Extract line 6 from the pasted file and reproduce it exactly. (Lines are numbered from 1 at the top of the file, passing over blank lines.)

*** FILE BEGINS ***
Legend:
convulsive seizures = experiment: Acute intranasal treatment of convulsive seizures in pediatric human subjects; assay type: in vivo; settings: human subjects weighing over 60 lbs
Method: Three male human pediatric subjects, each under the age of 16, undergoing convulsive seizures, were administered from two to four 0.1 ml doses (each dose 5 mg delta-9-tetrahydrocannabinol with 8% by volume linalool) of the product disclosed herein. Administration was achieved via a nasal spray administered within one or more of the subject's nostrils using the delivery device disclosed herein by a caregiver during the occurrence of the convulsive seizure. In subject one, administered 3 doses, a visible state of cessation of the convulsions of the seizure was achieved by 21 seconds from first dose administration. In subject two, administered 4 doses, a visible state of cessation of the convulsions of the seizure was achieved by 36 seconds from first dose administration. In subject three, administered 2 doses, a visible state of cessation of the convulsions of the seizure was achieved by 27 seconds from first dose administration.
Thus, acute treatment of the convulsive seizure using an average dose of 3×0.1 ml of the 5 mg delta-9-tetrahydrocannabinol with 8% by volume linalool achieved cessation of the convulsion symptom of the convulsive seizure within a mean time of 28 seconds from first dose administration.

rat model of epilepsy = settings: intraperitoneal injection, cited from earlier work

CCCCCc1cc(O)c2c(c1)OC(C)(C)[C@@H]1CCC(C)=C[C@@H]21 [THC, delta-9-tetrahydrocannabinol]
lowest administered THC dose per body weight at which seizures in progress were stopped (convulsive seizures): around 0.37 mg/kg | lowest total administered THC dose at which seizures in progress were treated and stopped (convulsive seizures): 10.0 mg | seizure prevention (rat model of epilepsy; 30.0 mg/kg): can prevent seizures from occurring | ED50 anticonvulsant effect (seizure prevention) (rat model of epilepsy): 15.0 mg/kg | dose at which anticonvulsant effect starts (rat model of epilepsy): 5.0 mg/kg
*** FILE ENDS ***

CCCCCc1cc(O)c2c(c1)OC(C)(C)[C@@H]1CCC(C)=C[C@@H]21 [THC, delta-9-tetrahydrocannabinol]